India: Trevelyan grilled on UK's plans for a trade deal
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Angus MacNeil, chair of the international trade committee, used the brief gathering to criticise the minister for cancelling her appearance in front of MPs. In a stunt to signify Ms Trevelyan’s failure to attend, Mr MacNeil called on the Secretary of State to give evidence despite having been made aware she would not make the hearing last night.
The committee is looking into the benefits of the UK’s new post-Brexit trade deal with Australia and was set to quiz the minister on the pact.
An empty chair was set out for where Ms Trevelyan had been expected to be seated.
Addressing the committee this morning, Ms MacNeil said: “Welcome to the international trade committee and our session on Australia. We call the Secretary of State Anne Marie Trevelyan.”
After a slight pause for dramatic effect, he added: “We have been told she will not be coming this morning to the unanimous disappointment of all members of the committee.
“We feel this is a disrespect to the committee. We are very disappointed.”
He added: “We think this sets a very worrying precedent, unanimously, for the way the Government is dealing with scrutiny of the free trade agreements.”
Ms Trevelyan was forced to postpone giving evidence to the committee in order to give a statement in the House of Commons this afternoon.
At 12.30pm the minister will update MPs on the action the UK Government is taking in relation to steel tariffs.
The diary clash comes on the same day the international trade committee accused the Government of attempting to dodge scrutiny on the Australia deal.
The MPs urged a delay in ratifying the deal, which was heralded by the Government as the first negotiated from scratch since leaving the EU amid a promise that it would leave the country £2.3billion better off.
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A report from the committee said the Government’s attitude to parliamentary scrutiny of the deal “has undermined that statutory process and shown great discourtesy to Parliament”.
International agreements must be brought before parliament, with 21 sitting days allocated to MPs to consider any deal.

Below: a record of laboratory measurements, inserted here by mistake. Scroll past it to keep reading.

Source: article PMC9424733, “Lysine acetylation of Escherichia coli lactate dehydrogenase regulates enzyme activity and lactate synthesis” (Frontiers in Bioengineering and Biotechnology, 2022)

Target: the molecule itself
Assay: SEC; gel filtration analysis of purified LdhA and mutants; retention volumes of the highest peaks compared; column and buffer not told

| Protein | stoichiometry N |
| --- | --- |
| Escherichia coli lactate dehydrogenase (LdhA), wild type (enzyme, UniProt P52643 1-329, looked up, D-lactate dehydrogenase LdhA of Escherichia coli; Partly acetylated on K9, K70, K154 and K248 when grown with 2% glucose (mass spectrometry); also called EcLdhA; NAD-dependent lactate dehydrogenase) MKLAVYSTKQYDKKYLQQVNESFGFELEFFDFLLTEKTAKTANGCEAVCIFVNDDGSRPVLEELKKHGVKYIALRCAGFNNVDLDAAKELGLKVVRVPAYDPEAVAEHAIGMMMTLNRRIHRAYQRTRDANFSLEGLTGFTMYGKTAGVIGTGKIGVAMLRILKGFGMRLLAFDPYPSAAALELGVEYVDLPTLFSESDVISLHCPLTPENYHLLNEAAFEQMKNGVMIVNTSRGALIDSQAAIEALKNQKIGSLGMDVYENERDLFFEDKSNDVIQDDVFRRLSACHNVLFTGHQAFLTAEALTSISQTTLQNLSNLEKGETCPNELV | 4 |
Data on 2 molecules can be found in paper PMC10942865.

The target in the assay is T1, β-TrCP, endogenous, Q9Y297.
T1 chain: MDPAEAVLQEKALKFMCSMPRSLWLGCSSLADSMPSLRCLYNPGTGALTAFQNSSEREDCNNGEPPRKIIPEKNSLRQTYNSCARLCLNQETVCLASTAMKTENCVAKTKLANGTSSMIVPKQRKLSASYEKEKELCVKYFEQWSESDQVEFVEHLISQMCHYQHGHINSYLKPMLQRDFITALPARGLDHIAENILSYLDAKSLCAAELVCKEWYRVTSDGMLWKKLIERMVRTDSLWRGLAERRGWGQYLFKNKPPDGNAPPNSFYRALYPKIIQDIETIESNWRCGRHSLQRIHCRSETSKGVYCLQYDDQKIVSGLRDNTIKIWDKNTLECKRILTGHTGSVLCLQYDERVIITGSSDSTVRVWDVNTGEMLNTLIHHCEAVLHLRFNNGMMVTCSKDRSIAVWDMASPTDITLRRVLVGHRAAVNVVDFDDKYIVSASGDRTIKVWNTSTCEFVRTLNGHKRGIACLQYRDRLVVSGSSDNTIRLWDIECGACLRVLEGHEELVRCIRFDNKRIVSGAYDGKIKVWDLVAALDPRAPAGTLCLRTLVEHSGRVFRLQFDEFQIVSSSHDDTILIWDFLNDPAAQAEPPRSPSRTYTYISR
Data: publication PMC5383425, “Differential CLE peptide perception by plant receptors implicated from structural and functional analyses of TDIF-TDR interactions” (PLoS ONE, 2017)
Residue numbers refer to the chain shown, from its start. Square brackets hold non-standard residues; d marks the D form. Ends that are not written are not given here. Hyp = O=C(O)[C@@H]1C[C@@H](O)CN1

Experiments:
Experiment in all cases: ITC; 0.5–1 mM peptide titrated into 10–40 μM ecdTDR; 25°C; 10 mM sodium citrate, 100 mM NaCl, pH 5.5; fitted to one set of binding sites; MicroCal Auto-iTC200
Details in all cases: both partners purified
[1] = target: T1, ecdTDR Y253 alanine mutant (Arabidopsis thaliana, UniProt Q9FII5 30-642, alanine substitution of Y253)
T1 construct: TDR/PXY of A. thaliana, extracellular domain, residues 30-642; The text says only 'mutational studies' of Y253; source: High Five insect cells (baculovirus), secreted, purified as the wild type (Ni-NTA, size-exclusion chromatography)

That process was triggered earlier this month by the Government, and the trade committee has accused the Government of repeatedly frustrating efforts at effective scrutiny of the new and complex trade deal.
In the report, MPs bemoan a “persistent lack of clarity” in the timetable for parliamentary scrutiny, calling their demands for a guaranteed period of time to complete their report “not unreasonable”.
“We have been greatly disappointed that the Government has repeatedly failed to accede to our request that we be guaranteed a period of at least 15 sitting days between the publication of the section 42 report and the laying of the Agreement under the Act, to allow us to finalise and publish our report,” MPs wrote in the report.
“Overhasty ratification, without the chance to complete full scrutiny, runs the risk that any significant disbenefits of the Agreement may be overlooked or disregarded.”
A Department for International Trade spkesman responded: “We have made enhanced commitments to scrutiny and transparency at every stage of negotiation.
“This includes already giving Parliament over six months to scrutinise the legal text, in addition to the 21-day period provided by us triggering the Constitutional Reform and Governance Act process.
“We spent 18 months negotiating and signing an ambitious UK-Australia deal that will unlock £10.4billion of additional trade and look forward to seeing it come into force so consumers and businesses across the UK can start enjoying the benefits.”
On Ms Trevelyan’s absence from today’s committee, the spokesman added: “The International Trade Secretary is in the process of finalising a finely balanced decision on the steel safeguard by 30 June. This is an issue of national strategic importance, and she has had to ensure she is able to review the final advice from the Department before updating Parliament today.
“She informed the chair of the International Trade Committee last night, apologised for having to cancel and immediately offered an alternative two-hour slot next week. We await the response from the Committee.”
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